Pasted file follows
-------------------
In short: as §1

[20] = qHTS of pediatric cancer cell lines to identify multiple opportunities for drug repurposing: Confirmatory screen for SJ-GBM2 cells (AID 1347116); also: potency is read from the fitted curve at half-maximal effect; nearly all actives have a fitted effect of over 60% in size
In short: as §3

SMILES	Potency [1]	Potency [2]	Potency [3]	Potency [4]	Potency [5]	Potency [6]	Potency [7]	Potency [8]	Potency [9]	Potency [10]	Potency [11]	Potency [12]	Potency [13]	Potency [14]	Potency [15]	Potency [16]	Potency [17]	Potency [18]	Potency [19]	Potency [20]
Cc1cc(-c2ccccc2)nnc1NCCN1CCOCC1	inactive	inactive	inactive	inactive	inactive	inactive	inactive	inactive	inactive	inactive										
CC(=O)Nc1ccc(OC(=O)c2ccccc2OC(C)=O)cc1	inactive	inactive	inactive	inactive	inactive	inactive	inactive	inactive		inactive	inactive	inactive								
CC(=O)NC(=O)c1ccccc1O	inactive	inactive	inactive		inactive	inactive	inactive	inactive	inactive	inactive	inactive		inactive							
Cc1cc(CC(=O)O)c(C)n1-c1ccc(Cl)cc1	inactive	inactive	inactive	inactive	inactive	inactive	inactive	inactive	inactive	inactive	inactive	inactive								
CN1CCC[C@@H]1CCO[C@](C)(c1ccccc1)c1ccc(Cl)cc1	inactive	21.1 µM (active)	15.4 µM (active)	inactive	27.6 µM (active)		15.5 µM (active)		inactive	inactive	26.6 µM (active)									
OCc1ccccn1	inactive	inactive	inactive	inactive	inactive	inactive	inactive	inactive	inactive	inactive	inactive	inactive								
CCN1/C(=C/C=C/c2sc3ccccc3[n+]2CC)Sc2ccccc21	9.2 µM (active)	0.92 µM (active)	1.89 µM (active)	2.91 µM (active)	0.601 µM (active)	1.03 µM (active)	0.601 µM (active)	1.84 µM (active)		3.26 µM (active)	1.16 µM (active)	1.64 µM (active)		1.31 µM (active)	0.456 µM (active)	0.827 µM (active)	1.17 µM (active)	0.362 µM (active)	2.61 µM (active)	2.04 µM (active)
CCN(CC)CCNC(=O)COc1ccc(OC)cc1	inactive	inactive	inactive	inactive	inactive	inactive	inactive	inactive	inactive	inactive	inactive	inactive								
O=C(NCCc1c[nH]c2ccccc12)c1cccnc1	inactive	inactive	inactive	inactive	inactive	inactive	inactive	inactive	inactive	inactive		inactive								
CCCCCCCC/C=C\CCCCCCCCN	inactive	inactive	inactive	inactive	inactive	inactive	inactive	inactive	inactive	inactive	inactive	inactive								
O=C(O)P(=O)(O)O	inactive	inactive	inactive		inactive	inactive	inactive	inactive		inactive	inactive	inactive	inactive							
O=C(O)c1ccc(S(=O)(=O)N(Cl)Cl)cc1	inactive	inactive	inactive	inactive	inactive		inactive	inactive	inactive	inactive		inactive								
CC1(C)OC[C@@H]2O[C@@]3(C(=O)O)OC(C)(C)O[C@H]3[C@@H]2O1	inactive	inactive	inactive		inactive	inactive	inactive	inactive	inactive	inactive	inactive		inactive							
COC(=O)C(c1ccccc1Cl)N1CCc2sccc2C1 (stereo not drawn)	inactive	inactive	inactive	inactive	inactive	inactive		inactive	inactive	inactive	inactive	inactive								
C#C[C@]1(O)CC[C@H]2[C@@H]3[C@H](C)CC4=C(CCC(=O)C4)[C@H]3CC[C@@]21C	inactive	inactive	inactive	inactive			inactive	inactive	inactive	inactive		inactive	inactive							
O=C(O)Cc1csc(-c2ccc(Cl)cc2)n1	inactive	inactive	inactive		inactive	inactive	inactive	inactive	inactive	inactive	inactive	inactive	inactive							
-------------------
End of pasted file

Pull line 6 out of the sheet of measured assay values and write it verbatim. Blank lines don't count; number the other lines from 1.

CC(=O)Nc1ccc(OC(=O)c2ccccc2OC(C)=O)cc1	inactive	inactive	inactive	inactive	inactive	inactive	inactive	inactive		inactive	inactive	inactive								